Police fire two 911 operators

Emergency call about carjacking was botched, officials say

`Due to human error'

Union says computer caused problem, plans to appeal

September 06, 2001|By Laura Barnhardt | Laura Barnhardt,SUN STAFF

Anne Arundel County police have fired two emergency operators who they say botched a 911 call about the carjacking that resulted in the death of a Glen Burnie pharmacist, police and union officials confirmed yesterday.

Officials from the union representing the operators said they will appeal the decision. Police commanders said the firings of the 911 call taker and dispatcher were in the best interest of public safety.

Police officials said the operators, a 24-year dispatcher and an eight-year call taker, failed to relay critical information to police officers about the assault Aug. 8 on Yvette A. Beakes, who was later found shot to death.

"An internal department investigation determined that the call [was mishandled] due to human error," said Lt. Joseph E. Jordan, a police spokesman.

Union officials argue that the operators, who have not been identified by the union or the police, are being unfairly blamed and that a computer failure caused the problem.

"They were doing exactly what they were supposed to do," said Scott Harmon, vice president of the American Federation of State Municipal and County Employees local, which represents the civilian 911 operators.

Union officials say the county's 911 computer system is antiquated and that the communication center is chronically understaffed with personnel who are inadequately trained.

Police officials say there is no way to know whether officers could have interceded before Beakes was killed but that without information from the 911 call, officers never had a chance to rescue the woman.

As Beakes was on her way home from a downtown bar, her car was rammed by a van near the entrance to her townhouse community off East Ordnance Road, according to police. They say the four men who are charged with murder in Beakes' death staged the accident to lure the 26-year-old woman from her car.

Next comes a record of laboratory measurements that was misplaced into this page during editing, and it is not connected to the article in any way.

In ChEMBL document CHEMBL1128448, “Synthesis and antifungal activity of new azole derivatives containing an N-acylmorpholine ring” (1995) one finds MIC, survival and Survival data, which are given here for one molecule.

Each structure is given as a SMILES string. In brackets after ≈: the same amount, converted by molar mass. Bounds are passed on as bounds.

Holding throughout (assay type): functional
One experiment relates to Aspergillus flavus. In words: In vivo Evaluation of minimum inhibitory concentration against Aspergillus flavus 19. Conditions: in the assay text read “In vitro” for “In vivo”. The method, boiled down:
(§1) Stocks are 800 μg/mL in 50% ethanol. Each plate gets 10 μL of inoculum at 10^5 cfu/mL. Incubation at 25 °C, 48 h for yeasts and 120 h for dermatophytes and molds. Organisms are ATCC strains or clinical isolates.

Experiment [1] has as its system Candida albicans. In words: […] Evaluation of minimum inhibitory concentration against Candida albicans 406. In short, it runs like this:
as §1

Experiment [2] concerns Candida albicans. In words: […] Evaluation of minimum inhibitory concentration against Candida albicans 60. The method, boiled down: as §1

Police say the woman was later robbed and then shot in the head. Her body was left in a wooded area in Southwest Baltimore.

An anonymous caller dialed 911 from a pay phone near the site of the abduction just before midnight Aug. 8 but hung up, police have said. Seconds later, a woman called back to report a car accident and an assault on a woman at the site. The caller described the cars.

Police were dispatched to the pay phone to check the site of the first 911 call but were not told about the second call detailing the carjacking, officials have said.

Authorities say the information in the second call could have aided police because Beakes' abductors drove around with her, stopping at automated teller machines, for several hours before she was killed.

The operators were suspended with pay Aug. 15. Eight days later, county Police Chief P. Thomas Shanahan made the preliminary decision to fire the women and ordered them suspended without pay pending a hearing and a final decision.

The two operators were notified that they were being fired in hand-delivered letters late Tuesday. Union officials began drafting a grievance petition yesterday.

Harmon said a county personnel official probably will hear the grievance, in which the union is claiming that firing the 911 operators is an "unjust disciplinary action."

If the personnel department chooses not to overturn the terminations, Harmon said, the case will probably go before a personnel board or to binding arbitration, the last step in the appeal process.

Union officials have scheduled a news conference for today to discuss their objections to the firings. Neither operator is expected to attend, but union officials plan to have other operators describe problems with the county's 911 computer system, training procedures and staffing levels.

In recent weeks, county emergency operators have been criticized by callers who dial 911 and say, "Are you really going to dispatch this?" They have also received a death threat.

Police officials have acknowledged that an administrative review of 911 operations has begun in an effort to determine whether there are problems with the computer system and operating procedures in the center, Jordan said. The review is expected to take several weeks.

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